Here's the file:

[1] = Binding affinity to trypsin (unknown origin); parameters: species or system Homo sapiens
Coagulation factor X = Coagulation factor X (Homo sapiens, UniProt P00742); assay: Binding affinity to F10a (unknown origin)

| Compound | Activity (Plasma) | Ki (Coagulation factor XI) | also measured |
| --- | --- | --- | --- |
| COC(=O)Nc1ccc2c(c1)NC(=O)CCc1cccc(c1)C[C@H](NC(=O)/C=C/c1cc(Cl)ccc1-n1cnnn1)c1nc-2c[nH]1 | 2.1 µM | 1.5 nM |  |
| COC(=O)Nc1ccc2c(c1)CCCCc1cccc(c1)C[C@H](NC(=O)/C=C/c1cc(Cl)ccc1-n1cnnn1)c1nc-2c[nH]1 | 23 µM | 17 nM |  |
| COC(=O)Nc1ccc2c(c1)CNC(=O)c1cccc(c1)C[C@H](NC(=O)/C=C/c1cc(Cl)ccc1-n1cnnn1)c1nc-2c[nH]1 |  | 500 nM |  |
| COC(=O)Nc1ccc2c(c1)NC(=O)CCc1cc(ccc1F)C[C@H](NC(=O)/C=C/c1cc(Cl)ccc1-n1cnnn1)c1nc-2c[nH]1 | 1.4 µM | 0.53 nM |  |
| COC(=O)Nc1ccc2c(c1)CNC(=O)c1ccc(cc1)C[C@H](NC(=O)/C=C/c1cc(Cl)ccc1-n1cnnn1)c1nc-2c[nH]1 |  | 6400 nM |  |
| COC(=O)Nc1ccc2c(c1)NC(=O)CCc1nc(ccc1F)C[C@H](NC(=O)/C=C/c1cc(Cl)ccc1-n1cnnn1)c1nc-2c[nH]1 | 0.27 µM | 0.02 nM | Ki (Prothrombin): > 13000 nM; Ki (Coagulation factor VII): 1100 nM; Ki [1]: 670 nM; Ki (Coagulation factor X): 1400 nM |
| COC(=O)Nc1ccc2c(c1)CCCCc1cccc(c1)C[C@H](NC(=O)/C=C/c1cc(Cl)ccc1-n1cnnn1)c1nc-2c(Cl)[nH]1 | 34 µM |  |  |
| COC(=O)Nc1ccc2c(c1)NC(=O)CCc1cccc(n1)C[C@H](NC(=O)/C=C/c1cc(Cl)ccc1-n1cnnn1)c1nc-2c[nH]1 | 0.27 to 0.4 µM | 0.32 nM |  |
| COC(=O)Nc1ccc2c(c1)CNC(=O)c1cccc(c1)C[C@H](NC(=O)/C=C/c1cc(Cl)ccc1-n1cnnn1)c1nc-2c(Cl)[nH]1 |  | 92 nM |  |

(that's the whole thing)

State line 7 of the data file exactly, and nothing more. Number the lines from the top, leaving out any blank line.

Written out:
| COC(=O)Nc1ccc2c(c1)CNC(=O)c1cccc(c1)C[C@H](NC(=O)/C=C/c1cc(Cl)ccc1-n1cnnn1)c1nc-2c[nH]1 |  | 500 nM |  |